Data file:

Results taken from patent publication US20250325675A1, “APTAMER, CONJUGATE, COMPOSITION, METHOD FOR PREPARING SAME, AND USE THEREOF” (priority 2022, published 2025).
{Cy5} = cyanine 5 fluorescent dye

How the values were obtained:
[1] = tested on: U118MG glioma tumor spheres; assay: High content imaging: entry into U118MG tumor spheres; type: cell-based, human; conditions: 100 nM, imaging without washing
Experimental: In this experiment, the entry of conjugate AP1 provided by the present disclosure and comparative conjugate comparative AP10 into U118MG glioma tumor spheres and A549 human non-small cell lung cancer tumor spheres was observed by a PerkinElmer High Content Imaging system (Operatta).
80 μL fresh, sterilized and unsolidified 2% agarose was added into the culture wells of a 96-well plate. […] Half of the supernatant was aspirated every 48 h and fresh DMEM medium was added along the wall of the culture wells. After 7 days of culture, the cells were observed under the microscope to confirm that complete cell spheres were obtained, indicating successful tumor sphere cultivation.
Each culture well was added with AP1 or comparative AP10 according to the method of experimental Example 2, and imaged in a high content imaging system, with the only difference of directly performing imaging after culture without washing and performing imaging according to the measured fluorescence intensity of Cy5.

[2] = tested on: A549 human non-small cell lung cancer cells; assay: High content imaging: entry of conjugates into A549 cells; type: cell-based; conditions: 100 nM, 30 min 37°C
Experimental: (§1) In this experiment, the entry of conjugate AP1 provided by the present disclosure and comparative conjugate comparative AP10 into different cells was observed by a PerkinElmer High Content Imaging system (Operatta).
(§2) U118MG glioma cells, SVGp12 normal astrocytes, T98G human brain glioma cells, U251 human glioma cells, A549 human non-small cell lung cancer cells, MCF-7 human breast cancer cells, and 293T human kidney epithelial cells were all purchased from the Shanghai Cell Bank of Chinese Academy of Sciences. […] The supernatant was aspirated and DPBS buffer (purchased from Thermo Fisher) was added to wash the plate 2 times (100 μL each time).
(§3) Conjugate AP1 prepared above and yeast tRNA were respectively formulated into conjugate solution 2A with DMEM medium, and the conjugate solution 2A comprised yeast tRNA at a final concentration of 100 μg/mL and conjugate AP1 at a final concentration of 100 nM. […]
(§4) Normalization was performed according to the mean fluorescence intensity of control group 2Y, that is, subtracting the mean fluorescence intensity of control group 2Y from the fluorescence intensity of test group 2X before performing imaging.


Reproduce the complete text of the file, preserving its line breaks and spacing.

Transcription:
Results taken from patent publication US20250325675A1, “APTAMER, CONJUGATE, COMPOSITION, METHOD FOR PREPARING SAME, AND USE THEREOF” (priority 2022, published 2025).
{Cy5} = cyanine 5 fluorescent dye

How the values were obtained:
[1] = tested on: U118MG glioma tumor spheres; assay: High content imaging: entry into U118MG tumor spheres; type: cell-based, human; conditions: 100 nM, imaging without washing
Experimental: In this experiment, the entry of conjugate AP1 provided by the present disclosure and comparative conjugate comparative AP10 into U118MG glioma tumor spheres and A549 human non-small cell lung cancer tumor spheres was observed by a PerkinElmer High Content Imaging system (Operatta).
80 μL fresh, sterilized and unsolidified 2% agarose was added into the culture wells of a 96-well plate. […] Half of the supernatant was aspirated every 48 h and fresh DMEM medium was added along the wall of the culture wells. After 7 days of culture, the cells were observed under the microscope to confirm that complete cell spheres were obtained, indicating successful tumor sphere cultivation.
Each culture well was added with AP1 or comparative AP10 according to the method of experimental Example 2, and imaged in a high content imaging system, with the only difference of directly performing imaging after culture without washing and performing imaging according to the measured fluorescence intensity of Cy5.

[2] = tested on: A549 human non-small cell lung cancer cells; assay: High content imaging: entry of conjugates into A549 cells; type: cell-based; conditions: 100 nM, 30 min 37°C
Experimental: (§1) In this experiment, the entry of conjugate AP1 provided by the present disclosure and comparative conjugate comparative AP10 into different cells was observed by a PerkinElmer High Content Imaging system (Operatta).
(§2) U118MG glioma cells, SVGp12 normal astrocytes, T98G human brain glioma cells, U251 human glioma cells, A549 human non-small cell lung cancer cells, MCF-7 human breast cancer cells, and 293T human kidney epithelial cells were all purchased from the Shanghai Cell Bank of Chinese Academy of Sciences. […] The supernatant was aspirated and DPBS buffer (purchased from Thermo Fisher) was added to wash the plate 2 times (100 μL each time).
(§3) Conjugate AP1 prepared above and yeast tRNA were respectively formulated into conjugate solution 2A with DMEM medium, and the conjugate solution 2A comprised yeast tRNA at a final concentration of 100 μg/mL and conjugate AP1 at a final concentration of 100 nM. […]
(§4) Normalization was performed according to the mean fluorescence intensity of control group 2Y, that is, subtracting the mean fluorescence intensity of control group 2Y from the fluorescence intensity of test group 2X before performing imaging.